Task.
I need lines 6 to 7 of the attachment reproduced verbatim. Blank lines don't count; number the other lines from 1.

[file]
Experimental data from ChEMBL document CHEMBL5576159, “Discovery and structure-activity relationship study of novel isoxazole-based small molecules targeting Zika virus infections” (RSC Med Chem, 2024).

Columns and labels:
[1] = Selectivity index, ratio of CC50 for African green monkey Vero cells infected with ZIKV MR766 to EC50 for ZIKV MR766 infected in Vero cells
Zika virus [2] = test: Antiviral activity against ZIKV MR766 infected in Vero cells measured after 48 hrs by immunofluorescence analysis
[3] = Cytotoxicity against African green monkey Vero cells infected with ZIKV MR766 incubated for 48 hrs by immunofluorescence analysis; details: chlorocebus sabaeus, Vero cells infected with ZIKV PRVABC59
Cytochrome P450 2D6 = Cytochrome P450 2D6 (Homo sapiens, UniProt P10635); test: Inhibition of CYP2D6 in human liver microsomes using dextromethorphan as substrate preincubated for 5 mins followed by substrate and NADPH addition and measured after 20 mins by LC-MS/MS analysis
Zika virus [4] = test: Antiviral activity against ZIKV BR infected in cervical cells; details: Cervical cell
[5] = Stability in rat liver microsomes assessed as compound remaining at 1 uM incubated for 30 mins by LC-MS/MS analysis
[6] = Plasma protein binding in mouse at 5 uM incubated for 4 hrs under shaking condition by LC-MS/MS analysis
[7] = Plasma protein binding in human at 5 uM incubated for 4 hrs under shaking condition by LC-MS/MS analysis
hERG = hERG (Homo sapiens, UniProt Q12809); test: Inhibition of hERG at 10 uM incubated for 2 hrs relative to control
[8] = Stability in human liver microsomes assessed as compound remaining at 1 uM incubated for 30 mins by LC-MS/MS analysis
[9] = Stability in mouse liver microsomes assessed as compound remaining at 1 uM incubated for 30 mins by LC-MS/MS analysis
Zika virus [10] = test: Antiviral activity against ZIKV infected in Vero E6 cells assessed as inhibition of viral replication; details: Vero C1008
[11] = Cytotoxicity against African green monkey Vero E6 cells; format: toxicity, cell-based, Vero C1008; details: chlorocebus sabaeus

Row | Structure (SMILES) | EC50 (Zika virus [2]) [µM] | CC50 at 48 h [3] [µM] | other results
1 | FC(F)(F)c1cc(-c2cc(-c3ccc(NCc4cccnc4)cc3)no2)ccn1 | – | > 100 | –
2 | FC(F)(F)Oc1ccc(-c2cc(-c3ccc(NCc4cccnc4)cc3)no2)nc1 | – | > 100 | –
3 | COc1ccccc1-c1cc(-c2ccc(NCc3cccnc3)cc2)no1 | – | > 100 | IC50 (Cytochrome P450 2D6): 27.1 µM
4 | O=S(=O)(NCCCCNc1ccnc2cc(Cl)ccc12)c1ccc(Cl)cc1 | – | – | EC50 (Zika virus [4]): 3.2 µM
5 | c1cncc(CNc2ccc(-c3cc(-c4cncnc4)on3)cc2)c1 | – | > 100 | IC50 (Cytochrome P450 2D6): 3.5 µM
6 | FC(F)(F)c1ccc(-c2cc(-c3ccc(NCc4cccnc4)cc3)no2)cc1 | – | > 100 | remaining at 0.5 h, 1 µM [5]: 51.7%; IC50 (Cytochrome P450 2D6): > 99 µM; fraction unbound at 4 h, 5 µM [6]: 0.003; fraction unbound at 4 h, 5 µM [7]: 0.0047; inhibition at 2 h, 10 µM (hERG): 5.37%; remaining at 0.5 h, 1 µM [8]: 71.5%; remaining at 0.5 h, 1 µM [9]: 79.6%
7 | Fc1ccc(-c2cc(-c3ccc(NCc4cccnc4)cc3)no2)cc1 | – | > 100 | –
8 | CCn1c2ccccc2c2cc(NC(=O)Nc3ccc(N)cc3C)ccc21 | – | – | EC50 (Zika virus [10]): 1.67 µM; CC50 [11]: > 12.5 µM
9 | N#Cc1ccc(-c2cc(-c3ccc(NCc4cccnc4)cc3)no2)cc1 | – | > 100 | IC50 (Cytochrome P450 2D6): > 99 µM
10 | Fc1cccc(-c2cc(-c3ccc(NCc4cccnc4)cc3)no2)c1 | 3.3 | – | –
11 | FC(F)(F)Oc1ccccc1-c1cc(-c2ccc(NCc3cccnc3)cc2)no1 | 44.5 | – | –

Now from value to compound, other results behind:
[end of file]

Cytochrome P450 2D6 = Cytochrome P450 2D6 (Homo sapiens, UniProt P10635); test: Inhibition of CYP2D6 in human liver microsomes using dextromethorphan as substrate preincubated for 5 mins followed by substrate and NADPH addition and measured after 20 mins by LC-MS/MS analysis
Zika virus [4] = test: Antiviral activity against ZIKV BR infected in cervical cells; details: Cervical cell